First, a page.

No. 03-04-00074-CV.

149 S.W.3d 752 (2004)

Dr. Joseph SMITH, Appellant, v. Ms. Sharon LUTZ, in her official capacity; Mr. Don Lahey, in his official capacity; The University of Texas at Austin and Mr./Ms. John Doe, Appellees.

Court of Appeals of Texas, Austin.

June 10, 2004.

Attorney(s) appearing for the Case

Randall D. Terrell, Starbird & Terrell, LLP, Austin, for Appellant.

Jeffrey M. Graham, Asst. Atty. Gen., Austin, for Appellees.

Before Justices KIDD, B.A. SMITH and PEMBERTON.



Appellant, Dr. Joseph Smith, asks this Court to resurrect the "waiver by conduct" exception to sovereign immunity for contracts executed before August 30, 1999. Because waiver by conduct has been effectively rejected by the supreme court even in those circumstances, we affirm the trial court's grant of the plea to the jurisdiction.


In March 1999, Smith entered into a contract with the University of Texas (the University)1 to design and implement a computer database and interface system to be used by the business school's career center to assist students, staff, and employers to communicate and network.2 In June 2000, Sharon Lutz, Smith's main contact at the University, allegedly represented to him that the University desired to adopt his computer system university wide and would pay for any associated programming costs. After Smith hired additional programmers and incurred substantial additional expenses, the University refused to pay Smith for a portion of his extra costs. In response, Smith discontinued development of the university-wide system. Meanwhile, the University ceased paying Smith's invoices for the initial work covered by the contract. Even though it terminated Smith's contract, the University continued to use Smith's "Career Launch" system.

The contract provided that Smith remain the owner of the intellectual property created in developing the Career Launch software. The agreement also provided that to protect Smith's intellectual property, only persons pre-approved by the career center and Smith would be allowed to access his source code. The University allegedly breached this agreement by allowing persons other than those approved by Smith to review the computer program and by not returning the software to him upon his request. The program contained an anti-hacker mechanism that would disable the software if an unauthorized person attempted to access it.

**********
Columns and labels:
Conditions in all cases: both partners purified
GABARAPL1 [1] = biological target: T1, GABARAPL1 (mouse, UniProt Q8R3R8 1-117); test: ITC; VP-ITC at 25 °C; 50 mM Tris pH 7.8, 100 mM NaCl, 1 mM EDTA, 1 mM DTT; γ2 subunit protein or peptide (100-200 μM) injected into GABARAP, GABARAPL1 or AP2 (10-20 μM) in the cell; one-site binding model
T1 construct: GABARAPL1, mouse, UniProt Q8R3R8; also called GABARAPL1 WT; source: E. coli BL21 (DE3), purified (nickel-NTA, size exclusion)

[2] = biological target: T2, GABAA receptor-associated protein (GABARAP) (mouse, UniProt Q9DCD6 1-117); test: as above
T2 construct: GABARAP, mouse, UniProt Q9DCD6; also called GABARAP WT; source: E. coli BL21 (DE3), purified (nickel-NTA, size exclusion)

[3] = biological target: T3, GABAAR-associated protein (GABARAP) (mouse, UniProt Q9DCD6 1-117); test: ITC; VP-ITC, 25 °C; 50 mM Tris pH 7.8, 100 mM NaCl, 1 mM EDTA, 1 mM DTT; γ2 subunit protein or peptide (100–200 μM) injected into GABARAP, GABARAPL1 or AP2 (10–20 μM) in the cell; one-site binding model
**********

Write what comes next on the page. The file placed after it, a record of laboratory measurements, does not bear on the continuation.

At some point in the dispute, the software was allegedly disabled, and the University paid another computer specialist, Don Lahey, $150,000 to remedy the problem rather than seek help from Smith. The Austin Police Department received an anonymous tip that Smith was the hacker who had disabled the system. The police raided his offices and seized his equipment for a period of time, preventing him from completing other contracts. The University refused Smith access to his source code, again preventing him from meeting his other contractual obligations.

Smith sued the University for fraud, breach of contract, constitutional takings, misappropriation of trade secrets, and copyright infringement. The University filed a plea to the jurisdiction, asserting that sovereign immunity protected it from suit. The court granted the plea.3 Smith appeals the grant of the plea on three of his claims: breach of contract, declaratory judgment, and takings.


Standard of review

A plea to the jurisdiction challenges the trial court's authority to determine the subject matter of a specific cause of action. Rylander v. Caldwell, 23 S.W.3d 132, 135 (Tex.App.-Austin 2000, no pet.). In order to prevail, the party asserting the plea to the jurisdiction must show that even if all the allegations in the plaintiff's pleadings are taken as true, there is an incurable jurisdictional defect apparent from the face of the pleadings, rendering it impossible for the plaintiff's petition to confer jurisdiction on the trial court. Id. Because subject-matter jurisdiction presents a question of law, we review the district court's decision de novo. Mayhew v. Town of Sunnyvale, 964 S.W.2d 922, 928 (Tex.1998); Caldwell, 23 S.W.3d at 135.

In reviewing a trial court's ruling on a plea to the jurisdiction, we do not look at the merits of the case; rather, we "construe the pleadings in favor of the plaintiff," looking to the pleader's intent and accepting the factual allegations as true. Caldwell, 23 S.W.3d at 135. "The truth of the plaintiff's allegations is at issue only if the defendant pleads and proves that the allegations were fraudulently made to confer jurisdiction on the court." Id. Further, "a court deciding a plea to the jurisdiction is not required to look solely to the pleadings but may consider evidence and must do so when necessary to resolve the jurisdictional issues raised." Bland Indep. Sch. Dist. v. Blue, 34 S.W.3d 547, 555 (Tex.2000). Sovereign immunity from suit defeats a trial court's subject-matter jurisdiction and thus is properly asserted in a plea to the jurisdiction. Texas Parks & Wildlife Dep't v. Miranda, 133 S.W.3d 217, 225-26 (Tex.2004); Texas Dep't of Transp. v. Jones, 8 S.W.3d 636, 638-39 (Tex.1999).